On the Issue of Bomb Detection

March 31, 2016

15g of TATP in a mailbox from C&EN
C&EN a publication by the American Chemical Society of which i was formerly a member of recently published an article on their website about the explosive used in the Brussels and Paris bombings called TriAcetoneTriPeroxide or TATP, the article entitled “Explosive used in Brussels isn’t hard to detect” looks at methods for detecting the explosive compound. The science of the article is sound and the methods presented would identify the explosives but they do not address the issues with identifying this explosive in any scenario where it has been used.

First in order to get a positive identification you need to obtain a sample. Obtaining a sample is not a simple task. TATP is a molecule looking for a reason to come apart at the seams. This would require training for every baggage screener in every airport in how not to blow yourself up while testing a mysterious white powder. Given that the TSA is a bureaucracy and that bureaucracies are notoriously slow and inefficient this may be too much to ask from a government apparatus.

Additionally you would need to recognize the explosive before screeners have access to the bomb given that detonation would be most effective while the bomb is in the crowded security line as the attack in Brussels demonstrated. So simply waiting for screeners to be able to identify the substance is probably waiting too long which leaves us with the problem of how to identify the problem earlier without simply moving the security zone further out because every checkpoint becomes a target point for a future attack. So I ask of the scientific community to not think of this as a problem solved by current methods but to challenge yourselves with finding a way to get rid of the problems with modern screening methods find a way to detect the explosive without ever handling the container. This is not the time to res on our laurels of already having a way to detect the explosive if the detection can only come when it is too late, push the boundaries of analytical chemistry a bit further create new instruments and help solve the problem.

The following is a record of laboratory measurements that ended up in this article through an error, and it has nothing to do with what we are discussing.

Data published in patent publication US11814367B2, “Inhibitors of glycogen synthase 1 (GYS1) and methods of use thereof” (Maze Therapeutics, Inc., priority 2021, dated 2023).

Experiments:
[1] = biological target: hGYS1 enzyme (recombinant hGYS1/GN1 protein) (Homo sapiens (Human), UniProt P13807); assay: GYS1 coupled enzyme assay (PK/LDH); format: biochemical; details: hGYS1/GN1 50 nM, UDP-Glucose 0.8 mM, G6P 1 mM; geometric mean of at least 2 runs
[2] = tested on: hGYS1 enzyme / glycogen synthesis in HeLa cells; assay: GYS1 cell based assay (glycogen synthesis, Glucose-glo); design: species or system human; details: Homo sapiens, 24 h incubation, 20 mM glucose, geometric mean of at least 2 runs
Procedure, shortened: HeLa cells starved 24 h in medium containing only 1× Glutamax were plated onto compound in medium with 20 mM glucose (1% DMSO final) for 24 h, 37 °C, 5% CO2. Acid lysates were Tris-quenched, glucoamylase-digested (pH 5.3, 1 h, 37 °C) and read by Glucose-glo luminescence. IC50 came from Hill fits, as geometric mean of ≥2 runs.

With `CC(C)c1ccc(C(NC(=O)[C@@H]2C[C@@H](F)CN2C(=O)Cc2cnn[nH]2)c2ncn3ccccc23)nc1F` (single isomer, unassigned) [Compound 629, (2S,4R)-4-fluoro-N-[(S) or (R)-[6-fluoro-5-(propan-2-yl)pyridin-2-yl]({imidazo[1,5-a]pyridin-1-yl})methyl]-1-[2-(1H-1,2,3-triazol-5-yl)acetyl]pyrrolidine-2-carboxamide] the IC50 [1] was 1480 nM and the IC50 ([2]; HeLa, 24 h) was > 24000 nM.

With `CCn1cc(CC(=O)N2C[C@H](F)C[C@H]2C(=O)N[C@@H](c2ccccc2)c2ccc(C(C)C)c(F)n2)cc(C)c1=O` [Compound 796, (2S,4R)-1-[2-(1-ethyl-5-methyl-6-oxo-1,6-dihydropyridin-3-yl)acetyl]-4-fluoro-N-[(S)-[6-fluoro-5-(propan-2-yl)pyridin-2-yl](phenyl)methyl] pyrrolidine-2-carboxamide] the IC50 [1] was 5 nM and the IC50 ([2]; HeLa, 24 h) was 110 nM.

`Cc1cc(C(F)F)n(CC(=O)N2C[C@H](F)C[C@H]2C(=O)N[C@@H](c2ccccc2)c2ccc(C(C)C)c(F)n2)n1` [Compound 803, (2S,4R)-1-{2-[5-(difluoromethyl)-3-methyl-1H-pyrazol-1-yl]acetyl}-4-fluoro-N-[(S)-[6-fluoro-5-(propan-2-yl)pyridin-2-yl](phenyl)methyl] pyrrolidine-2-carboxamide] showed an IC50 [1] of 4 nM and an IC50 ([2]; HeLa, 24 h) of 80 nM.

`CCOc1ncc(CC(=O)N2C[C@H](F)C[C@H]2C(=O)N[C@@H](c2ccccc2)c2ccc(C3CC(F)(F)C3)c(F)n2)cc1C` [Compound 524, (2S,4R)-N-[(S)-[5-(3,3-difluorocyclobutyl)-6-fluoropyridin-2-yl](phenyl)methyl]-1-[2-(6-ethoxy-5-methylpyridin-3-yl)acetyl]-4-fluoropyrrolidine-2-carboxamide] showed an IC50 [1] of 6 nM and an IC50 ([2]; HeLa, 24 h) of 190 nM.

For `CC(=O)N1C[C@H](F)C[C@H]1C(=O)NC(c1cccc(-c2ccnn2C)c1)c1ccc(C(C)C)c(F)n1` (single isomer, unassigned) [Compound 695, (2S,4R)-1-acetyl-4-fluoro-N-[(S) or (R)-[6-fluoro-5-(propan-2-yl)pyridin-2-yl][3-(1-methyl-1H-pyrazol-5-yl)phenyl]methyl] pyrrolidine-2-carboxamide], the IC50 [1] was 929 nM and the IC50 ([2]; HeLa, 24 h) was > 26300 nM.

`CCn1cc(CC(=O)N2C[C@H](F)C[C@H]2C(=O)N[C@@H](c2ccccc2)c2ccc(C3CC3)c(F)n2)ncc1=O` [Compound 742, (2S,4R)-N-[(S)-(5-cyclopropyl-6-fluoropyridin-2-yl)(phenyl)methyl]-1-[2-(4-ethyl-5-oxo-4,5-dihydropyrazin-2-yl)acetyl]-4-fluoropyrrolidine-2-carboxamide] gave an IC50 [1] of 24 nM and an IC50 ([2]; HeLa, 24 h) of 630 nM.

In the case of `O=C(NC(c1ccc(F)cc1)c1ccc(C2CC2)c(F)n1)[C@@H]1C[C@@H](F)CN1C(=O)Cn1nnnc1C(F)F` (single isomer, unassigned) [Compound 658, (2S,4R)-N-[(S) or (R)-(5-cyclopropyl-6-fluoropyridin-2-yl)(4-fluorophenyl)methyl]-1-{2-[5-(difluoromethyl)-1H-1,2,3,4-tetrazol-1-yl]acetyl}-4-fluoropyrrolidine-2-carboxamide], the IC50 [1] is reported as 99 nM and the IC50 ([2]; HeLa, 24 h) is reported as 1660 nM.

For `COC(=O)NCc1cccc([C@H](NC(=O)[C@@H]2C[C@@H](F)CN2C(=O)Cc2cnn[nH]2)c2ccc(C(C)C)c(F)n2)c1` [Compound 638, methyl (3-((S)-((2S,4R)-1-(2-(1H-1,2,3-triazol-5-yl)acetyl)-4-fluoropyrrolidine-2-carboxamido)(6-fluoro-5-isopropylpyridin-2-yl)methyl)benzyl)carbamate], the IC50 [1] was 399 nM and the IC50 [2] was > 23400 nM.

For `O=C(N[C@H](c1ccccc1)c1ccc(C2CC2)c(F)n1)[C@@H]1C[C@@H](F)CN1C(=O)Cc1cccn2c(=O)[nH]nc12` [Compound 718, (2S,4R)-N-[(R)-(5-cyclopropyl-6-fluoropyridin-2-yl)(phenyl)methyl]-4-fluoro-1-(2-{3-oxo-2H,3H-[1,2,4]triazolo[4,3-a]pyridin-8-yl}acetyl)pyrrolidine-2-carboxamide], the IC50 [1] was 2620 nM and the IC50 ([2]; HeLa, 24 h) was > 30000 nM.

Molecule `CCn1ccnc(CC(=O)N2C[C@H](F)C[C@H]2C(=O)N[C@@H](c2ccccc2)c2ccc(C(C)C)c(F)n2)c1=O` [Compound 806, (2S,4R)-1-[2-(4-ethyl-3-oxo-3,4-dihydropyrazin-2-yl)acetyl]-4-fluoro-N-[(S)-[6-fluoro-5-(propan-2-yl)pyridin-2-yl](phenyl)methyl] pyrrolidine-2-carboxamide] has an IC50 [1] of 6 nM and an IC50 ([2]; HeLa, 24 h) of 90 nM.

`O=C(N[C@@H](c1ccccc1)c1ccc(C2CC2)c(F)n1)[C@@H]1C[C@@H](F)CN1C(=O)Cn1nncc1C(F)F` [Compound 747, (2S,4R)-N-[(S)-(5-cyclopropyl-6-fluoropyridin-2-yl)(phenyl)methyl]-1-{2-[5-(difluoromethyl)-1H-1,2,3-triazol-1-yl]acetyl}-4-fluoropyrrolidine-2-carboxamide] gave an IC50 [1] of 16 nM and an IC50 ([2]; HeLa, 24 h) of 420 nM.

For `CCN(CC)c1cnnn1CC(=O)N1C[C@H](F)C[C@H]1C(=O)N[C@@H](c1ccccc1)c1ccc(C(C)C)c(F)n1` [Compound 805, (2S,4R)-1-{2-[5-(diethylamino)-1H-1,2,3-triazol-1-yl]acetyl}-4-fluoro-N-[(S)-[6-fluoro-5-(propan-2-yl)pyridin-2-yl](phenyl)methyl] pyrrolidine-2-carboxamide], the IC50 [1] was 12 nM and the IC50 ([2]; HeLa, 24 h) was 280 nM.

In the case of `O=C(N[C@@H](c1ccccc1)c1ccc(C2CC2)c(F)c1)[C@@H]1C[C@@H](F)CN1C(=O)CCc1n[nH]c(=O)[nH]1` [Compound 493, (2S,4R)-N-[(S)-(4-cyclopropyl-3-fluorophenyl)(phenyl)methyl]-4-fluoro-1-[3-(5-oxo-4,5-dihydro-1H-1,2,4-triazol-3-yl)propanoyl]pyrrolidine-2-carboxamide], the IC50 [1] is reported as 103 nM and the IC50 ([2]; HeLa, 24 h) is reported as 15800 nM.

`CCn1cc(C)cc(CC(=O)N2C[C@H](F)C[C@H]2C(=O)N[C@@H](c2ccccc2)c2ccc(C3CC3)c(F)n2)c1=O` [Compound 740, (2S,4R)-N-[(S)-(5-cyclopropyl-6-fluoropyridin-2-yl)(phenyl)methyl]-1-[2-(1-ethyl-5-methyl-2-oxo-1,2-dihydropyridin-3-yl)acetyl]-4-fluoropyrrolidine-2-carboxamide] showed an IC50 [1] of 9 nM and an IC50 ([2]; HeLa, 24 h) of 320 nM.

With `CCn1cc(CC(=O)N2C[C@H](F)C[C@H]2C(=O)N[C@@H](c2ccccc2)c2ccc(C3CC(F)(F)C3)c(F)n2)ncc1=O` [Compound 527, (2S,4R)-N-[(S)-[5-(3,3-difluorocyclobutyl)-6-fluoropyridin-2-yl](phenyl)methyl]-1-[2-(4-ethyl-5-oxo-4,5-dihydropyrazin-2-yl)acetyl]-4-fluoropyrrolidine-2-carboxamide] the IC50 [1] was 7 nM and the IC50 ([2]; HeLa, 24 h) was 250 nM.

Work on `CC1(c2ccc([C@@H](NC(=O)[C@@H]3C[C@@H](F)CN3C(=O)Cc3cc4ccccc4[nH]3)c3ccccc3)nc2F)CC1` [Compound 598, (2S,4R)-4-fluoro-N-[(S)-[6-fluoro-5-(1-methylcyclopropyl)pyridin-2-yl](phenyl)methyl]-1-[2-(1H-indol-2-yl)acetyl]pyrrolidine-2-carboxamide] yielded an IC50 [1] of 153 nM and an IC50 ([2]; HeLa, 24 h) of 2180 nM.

Gif from C&EN Frontpage showing the results of 15g of TATP in a mailbox.

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